Chrissy Teigen shares a genius trick to prevent pasta from sticking together

The model-turned-cookbook author has been answering fans' questions on her new website.
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By Erica Chayes Wida

Got a question about cooking ... or anything else? Chrissy Teigen wants to hear from you.

The cookbook author and mom-of-two with a devout social media following launched her lifestyle site on Nov. 4 and it includes a section where fans can ask her anything. While topics surrounding the culinary arts are preferred, Teigen probably wouldn't mind questions pertaining to husband John Legend's "Sexiest Man Alive" award.

The site, aptly titled Cravings after her first cookbook, is a foodie destination containing recipes, tips, adorable footage of the Legend-Teigen tribe and an "Ask Chrissy" section. Visitors just need to create an account, login and then they are free to pose a question to "Queen Chrissy."

Earlier this month, one user asked Teigen about an issue many home cooks have probably dealt with while preparing a meal with pasta — hopelessly peeling apart noodles from tangled, starchy clumps.

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"Chrissy, do you know what to do to avoid pasta sticking together when 
cooking? I’ve noticed sometimes when I am preparing the pasta that it would 
stick," the person asked. "I am not sure why, because I always add some olive oil and salt to the 
water. Any ideas?"

Teigen most certainly did have an idea, plus the science to support it.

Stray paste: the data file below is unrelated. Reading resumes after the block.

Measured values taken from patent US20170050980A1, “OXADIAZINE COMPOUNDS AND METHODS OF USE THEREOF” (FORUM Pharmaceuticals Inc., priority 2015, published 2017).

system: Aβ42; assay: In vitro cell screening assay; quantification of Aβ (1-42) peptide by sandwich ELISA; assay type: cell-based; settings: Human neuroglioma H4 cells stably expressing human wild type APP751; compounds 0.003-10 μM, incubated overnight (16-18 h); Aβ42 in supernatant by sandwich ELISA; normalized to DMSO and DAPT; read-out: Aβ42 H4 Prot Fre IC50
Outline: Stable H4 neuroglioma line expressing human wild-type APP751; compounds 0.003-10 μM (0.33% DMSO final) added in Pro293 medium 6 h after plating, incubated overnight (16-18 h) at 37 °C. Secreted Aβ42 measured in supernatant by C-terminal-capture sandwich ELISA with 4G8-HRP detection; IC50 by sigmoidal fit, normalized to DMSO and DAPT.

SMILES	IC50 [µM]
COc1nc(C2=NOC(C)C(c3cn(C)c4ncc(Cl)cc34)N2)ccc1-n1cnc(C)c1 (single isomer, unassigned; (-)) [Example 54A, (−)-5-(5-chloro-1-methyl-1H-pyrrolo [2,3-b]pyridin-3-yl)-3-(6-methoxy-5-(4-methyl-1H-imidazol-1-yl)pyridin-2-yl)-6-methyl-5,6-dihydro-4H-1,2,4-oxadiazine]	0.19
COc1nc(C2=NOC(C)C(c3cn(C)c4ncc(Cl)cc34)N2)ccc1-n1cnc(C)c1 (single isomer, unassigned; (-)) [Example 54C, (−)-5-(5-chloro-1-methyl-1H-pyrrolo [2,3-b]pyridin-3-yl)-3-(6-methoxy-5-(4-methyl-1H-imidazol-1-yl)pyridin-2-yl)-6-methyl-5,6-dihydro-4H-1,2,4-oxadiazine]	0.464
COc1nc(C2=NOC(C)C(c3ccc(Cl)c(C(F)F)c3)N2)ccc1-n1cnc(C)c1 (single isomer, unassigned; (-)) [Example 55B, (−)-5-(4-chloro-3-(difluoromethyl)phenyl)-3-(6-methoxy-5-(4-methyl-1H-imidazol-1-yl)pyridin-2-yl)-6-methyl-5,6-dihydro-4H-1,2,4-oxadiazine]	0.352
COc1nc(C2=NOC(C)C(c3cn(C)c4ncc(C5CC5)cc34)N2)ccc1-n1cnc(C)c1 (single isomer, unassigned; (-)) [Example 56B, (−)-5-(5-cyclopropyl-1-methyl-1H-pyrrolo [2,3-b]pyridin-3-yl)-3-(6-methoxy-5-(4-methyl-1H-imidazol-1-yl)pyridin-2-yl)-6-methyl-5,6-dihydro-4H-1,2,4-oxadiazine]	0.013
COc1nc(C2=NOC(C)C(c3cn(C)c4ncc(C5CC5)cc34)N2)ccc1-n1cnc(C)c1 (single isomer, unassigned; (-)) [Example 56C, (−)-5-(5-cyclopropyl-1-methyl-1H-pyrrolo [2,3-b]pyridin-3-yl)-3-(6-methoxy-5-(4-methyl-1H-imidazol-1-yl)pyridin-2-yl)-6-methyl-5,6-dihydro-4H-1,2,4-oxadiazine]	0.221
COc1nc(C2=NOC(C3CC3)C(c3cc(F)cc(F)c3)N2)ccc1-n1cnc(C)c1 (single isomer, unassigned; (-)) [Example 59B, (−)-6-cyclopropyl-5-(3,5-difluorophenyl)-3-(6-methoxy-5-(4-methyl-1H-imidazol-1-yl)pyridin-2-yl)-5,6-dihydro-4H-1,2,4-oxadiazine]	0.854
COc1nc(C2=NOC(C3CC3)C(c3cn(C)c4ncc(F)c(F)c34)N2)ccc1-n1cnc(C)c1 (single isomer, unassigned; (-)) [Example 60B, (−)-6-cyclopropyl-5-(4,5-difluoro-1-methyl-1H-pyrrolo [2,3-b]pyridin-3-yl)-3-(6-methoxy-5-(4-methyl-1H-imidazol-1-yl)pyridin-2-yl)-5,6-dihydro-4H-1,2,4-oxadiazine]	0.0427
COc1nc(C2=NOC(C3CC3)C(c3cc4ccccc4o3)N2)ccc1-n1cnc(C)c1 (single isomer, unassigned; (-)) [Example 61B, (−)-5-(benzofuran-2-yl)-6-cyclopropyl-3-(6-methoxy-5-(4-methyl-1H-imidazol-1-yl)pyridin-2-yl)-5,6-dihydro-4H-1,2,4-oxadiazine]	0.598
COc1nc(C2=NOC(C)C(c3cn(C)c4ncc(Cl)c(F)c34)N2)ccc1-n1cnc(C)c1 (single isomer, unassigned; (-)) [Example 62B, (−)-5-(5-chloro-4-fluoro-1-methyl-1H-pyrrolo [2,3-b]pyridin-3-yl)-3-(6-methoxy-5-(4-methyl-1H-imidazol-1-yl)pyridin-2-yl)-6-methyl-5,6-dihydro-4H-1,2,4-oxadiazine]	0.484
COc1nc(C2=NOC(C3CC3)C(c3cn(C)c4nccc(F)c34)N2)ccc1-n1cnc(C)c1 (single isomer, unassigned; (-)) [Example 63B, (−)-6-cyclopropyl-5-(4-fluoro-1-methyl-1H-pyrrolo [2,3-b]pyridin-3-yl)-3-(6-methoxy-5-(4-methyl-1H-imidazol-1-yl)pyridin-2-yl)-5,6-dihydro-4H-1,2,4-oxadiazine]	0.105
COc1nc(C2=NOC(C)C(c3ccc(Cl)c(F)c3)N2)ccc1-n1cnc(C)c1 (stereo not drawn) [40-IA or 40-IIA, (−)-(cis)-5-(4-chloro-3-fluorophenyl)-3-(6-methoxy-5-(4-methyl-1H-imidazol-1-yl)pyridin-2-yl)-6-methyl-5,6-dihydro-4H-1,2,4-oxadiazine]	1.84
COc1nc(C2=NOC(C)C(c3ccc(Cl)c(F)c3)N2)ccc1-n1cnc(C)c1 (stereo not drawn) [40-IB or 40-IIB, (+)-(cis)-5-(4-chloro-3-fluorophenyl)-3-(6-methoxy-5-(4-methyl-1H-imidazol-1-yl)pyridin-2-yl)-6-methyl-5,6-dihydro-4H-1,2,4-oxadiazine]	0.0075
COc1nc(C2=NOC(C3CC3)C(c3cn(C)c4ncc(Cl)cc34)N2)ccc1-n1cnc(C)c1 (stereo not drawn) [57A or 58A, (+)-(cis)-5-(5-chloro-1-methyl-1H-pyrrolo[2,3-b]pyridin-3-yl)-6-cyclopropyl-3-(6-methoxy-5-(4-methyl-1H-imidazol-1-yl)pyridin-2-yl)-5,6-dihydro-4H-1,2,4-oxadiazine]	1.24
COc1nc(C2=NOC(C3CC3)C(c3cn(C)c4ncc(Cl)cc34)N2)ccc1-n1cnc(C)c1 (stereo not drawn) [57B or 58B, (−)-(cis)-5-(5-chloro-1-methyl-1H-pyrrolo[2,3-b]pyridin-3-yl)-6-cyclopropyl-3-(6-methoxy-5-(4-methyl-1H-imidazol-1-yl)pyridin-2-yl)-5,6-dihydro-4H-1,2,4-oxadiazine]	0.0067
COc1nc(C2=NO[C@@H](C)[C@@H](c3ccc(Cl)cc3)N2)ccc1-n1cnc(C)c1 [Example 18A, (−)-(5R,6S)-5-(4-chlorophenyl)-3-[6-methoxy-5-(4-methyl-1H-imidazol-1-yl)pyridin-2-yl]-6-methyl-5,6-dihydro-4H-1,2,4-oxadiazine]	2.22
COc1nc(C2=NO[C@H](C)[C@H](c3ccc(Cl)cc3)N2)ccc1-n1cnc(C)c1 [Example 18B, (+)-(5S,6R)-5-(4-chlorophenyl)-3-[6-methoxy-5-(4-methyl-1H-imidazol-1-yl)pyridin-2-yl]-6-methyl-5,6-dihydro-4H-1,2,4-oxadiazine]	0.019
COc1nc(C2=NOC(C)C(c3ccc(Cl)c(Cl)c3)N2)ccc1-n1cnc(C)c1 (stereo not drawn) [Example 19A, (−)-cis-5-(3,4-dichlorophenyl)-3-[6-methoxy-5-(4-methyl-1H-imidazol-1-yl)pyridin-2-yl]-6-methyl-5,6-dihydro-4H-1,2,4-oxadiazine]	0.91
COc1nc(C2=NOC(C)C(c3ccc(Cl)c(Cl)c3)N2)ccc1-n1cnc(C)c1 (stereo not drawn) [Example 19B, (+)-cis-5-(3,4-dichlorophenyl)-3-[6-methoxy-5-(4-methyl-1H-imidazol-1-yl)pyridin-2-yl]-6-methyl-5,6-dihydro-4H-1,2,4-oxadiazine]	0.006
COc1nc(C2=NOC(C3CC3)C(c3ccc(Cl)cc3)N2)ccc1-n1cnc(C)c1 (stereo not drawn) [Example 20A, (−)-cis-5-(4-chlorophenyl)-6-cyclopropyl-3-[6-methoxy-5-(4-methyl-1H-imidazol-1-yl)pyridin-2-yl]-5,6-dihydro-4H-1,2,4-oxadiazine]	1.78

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"To avoid the sticks, make sure you’re cooking your pasta in enough water so it has room to roam free and boil without having to share a proverbial twin-sized bed with other pieces of pasta," she responded. "Also, during the first few minutes, make sure to stir the pasta a lot so that it releases its initial starches right into the water, not onto other pieces of pasta."

Teigen also added a "P.S." at the end of her response in regards to the user adding oil to the boiling water, clarifying that oil is more important to use after the pasta is strained. Teigen recommended adding about a teaspoon of oil to pasta right into the strainer and then tossing it with any noodles.

So, is Teigen's hack actually flawless?

According to chef Frank Proto, director of culinary operations at the Institute of Culinary Education, it is.

"She is on the money with the method," Proto told TODAY Food about Teigen's advice for perfect, non-sticky pasta.

He did not, however, agree with adding oil to strained pasta because it "will make the sauce slip off."

"It’s better to have your sauce ready and strain the pasta into your sauce. I always tell my students that the sauce waits for the pasta and not the other way around," Proto added.

Now that's an easy tip to remember!